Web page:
Health bills to watch in Alaska’s 2020 legislative session
A handful of new health-related bills have been referred to the House and Senate health committees during the first few weeks of Alaska’s 2020 legislative session. While there are several health bills carried over from the 2019 session still in committee, we’ve compiled a list of some of the newly-filed pieces of legislation we’ll be watching as the session progresses.
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Interstate Nursing Compact:
Two bills requested by Governor Mike Dunleavy, HB 238 and SB 179, seek to add Alaska to the interstate nursing compact. The compact allows nurses to continue practicing when moving between participating states, as long as they meet uniform licensing requirements.
In the governor’s transmittal letter on Feb. 4, Dunleavy wrote,
“[The bill] would strengthen the state’s healthcare delivery system by reducing barriers to licensure for registered and licensed practical nurses and by increasing opportunities for nurses from other states to practice in the state.
The Multistate Nurse Licensure Compact would allow registered and practical nurses in any of the almost three dozen participating states to practice in Alaska without having to go through a fairly duplicative and sometimes time-consuming licensing process.”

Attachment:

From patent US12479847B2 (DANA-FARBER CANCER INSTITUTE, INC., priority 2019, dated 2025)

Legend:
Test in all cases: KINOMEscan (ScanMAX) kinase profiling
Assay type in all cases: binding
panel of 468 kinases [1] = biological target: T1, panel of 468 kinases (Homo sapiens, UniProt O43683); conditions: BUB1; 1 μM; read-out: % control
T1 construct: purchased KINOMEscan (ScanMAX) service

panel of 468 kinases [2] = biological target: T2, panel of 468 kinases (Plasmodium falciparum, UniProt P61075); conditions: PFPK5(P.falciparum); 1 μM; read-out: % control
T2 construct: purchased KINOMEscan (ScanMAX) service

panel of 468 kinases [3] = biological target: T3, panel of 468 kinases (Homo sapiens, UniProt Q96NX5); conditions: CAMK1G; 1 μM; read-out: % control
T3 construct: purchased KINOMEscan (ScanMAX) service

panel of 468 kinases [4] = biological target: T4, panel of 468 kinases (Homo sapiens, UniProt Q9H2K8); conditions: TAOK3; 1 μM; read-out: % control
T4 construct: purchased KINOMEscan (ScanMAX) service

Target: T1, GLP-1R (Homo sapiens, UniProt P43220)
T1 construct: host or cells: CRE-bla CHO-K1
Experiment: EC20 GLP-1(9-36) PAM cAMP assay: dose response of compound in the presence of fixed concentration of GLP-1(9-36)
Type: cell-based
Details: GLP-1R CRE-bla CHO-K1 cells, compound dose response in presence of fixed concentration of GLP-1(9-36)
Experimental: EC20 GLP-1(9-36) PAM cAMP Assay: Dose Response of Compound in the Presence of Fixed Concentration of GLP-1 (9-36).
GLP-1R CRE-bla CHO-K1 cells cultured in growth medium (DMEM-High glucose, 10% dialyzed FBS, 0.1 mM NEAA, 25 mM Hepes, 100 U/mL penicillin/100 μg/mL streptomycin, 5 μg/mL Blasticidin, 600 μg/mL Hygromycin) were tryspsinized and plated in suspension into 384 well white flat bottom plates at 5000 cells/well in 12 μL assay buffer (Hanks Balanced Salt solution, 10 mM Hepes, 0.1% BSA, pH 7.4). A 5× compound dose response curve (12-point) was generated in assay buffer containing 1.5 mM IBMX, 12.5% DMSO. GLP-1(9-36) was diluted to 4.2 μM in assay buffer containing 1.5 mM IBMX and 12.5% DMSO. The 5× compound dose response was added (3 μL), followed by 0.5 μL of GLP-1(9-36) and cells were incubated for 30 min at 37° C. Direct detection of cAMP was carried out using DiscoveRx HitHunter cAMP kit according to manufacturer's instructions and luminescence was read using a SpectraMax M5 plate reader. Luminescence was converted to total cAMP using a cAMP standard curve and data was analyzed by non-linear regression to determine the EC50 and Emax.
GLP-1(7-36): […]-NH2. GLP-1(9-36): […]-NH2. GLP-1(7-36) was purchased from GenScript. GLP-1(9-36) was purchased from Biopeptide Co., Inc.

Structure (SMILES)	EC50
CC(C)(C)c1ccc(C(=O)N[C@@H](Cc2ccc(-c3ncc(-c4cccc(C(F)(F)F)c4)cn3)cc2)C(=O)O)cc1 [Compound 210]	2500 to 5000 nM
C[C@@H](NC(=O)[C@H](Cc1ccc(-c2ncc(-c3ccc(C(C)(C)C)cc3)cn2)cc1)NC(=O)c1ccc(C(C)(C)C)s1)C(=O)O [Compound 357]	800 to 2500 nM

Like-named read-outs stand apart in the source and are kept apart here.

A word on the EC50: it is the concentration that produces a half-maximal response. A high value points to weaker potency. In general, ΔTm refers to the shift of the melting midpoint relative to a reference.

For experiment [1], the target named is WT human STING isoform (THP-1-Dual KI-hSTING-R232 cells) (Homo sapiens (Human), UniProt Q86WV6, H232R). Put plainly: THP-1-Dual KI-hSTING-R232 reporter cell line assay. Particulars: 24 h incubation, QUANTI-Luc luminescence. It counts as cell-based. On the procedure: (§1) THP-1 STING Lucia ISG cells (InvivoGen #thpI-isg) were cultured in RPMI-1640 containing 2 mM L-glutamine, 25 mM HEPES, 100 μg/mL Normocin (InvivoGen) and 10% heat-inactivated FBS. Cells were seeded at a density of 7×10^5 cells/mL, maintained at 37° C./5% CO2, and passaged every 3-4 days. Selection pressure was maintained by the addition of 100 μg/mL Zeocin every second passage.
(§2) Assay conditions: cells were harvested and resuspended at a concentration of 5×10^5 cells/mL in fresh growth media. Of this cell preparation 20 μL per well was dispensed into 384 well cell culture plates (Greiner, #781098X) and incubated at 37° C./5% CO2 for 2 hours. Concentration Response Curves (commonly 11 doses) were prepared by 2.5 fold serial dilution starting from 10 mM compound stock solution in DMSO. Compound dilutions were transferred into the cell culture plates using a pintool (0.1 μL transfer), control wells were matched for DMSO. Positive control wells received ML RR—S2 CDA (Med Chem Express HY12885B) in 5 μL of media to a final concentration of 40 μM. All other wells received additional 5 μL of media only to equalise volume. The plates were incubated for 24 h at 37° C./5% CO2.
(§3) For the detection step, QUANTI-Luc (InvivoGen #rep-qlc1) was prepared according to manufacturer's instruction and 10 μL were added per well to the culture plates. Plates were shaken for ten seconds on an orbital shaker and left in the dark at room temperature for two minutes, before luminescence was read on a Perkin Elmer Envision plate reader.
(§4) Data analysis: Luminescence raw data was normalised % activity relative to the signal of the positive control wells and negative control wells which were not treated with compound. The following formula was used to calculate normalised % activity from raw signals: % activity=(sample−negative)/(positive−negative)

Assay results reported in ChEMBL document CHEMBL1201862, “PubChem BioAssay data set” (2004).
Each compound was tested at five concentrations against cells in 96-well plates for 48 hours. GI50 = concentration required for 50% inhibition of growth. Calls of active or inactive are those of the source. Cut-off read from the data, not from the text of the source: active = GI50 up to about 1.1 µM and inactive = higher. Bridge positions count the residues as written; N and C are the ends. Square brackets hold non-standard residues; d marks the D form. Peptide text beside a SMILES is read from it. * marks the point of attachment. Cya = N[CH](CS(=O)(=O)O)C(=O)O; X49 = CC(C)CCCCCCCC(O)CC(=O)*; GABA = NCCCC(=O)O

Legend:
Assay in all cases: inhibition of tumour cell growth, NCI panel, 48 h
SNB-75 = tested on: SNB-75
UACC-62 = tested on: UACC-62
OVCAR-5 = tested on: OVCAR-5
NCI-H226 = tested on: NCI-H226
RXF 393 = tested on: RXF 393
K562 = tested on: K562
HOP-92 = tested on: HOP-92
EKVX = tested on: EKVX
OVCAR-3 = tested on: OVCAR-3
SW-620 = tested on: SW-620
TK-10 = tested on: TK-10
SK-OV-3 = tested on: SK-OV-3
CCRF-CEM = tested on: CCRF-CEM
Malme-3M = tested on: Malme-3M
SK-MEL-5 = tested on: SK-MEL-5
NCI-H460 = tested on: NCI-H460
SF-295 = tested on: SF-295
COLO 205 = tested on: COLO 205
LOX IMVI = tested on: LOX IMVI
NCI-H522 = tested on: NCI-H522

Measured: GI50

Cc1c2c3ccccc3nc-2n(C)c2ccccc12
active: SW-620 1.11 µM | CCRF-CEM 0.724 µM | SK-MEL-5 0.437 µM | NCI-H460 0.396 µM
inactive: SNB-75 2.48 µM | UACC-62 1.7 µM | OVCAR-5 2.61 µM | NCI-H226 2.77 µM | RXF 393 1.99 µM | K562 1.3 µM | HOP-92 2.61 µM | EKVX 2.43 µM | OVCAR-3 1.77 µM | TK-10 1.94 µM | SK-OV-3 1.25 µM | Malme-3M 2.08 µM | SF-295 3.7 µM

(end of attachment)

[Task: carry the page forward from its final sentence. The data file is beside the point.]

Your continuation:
In a recent Q&A with State of Reform, Representative Matt Claman’s discussed HB 181, a bill that would require existing health education requirements to include a mental health curriculum in K-12 classrooms in Alaska. The health guidelines for the education program would be developed in consultation with DHSS and representatives from state and national mental health organizations.
“The idea for this bill is to make sure that mental health education becomes part of the curriculum. First and foremost, we are seeing more and more people with mental health challenges and by adding that to the public health curriculum in schools we are acknowledging that these are real medical issues and not something to be ashamed of,” said Claman.
SB 135, a bill prefiled at the start of January, would add a new section to Alaska’s health care price transparency law. One new subsection would require providers to provide uninsured patients who make requests under the transparency law with information on available financial assistance, and direct them to websites that have information on standard charges.
The bill also adds a new section requiring health care insurers to establish an online tool that allows covered individuals to compare prices of services among health care providers. The bill also requires insurers to establish a program that incentivizes covered individuals to choose services from a provider that charges less than the average price paid by the insurer for a given service. The incentive would take the form of a cash payment calculated as a percentage of the difference in price.
Gov. Dunleavy also released his 2020 supplemental budget legislation (SB 174/HB 234) this week, which would also have a large impact on health in the state.
As it currently stands, the $507.9 million budget includes the addition of $128 million in state funds for Medicaid services, $1 million in state funds for the Pioneer Home Payment Assistance Program, and $6 million in state funds to achieve full capacity at the Alaska Psychiatric Institute.
HB 234 is scheduled to be heard on Feb. 14th in the House Finance Committee.